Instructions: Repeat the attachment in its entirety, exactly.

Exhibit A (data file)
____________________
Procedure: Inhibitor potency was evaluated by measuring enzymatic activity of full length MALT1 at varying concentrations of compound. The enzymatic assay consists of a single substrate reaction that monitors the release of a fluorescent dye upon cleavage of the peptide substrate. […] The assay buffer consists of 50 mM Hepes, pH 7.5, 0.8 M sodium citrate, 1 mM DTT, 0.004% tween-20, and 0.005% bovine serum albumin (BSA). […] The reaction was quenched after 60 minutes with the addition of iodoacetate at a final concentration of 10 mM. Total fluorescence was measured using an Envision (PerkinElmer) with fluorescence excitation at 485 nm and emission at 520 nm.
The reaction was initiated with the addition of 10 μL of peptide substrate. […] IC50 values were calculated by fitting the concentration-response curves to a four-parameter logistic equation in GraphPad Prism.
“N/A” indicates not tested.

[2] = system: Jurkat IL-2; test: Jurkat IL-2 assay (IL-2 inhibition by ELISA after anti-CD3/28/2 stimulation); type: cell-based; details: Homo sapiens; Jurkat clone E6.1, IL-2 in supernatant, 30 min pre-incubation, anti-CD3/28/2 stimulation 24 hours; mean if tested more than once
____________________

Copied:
Procedure: Inhibitor potency was evaluated by measuring enzymatic activity of full length MALT1 at varying concentrations of compound. The enzymatic assay consists of a single substrate reaction that monitors the release of a fluorescent dye upon cleavage of the peptide substrate. […] The assay buffer consists of 50 mM Hepes, pH 7.5, 0.8 M sodium citrate, 1 mM DTT, 0.004% tween-20, and 0.005% bovine serum albumin (BSA). […] The reaction was quenched after 60 minutes with the addition of iodoacetate at a final concentration of 10 mM. Total fluorescence was measured using an Envision (PerkinElmer) with fluorescence excitation at 485 nm and emission at 520 nm.
The reaction was initiated with the addition of 10 μL of peptide substrate. […] IC50 values were calculated by fitting the concentration-response curves to a four-parameter logistic equation in GraphPad Prism.
“N/A” indicates not tested.

[2] = system: Jurkat IL-2; test: Jurkat IL-2 assay (IL-2 inhibition by ELISA after anti-CD3/28/2 stimulation); type: cell-based; details: Homo sapiens; Jurkat clone E6.1, IL-2 in supernatant, 30 min pre-incubation, anti-CD3/28/2 stimulation 24 hours; mean if tested more than once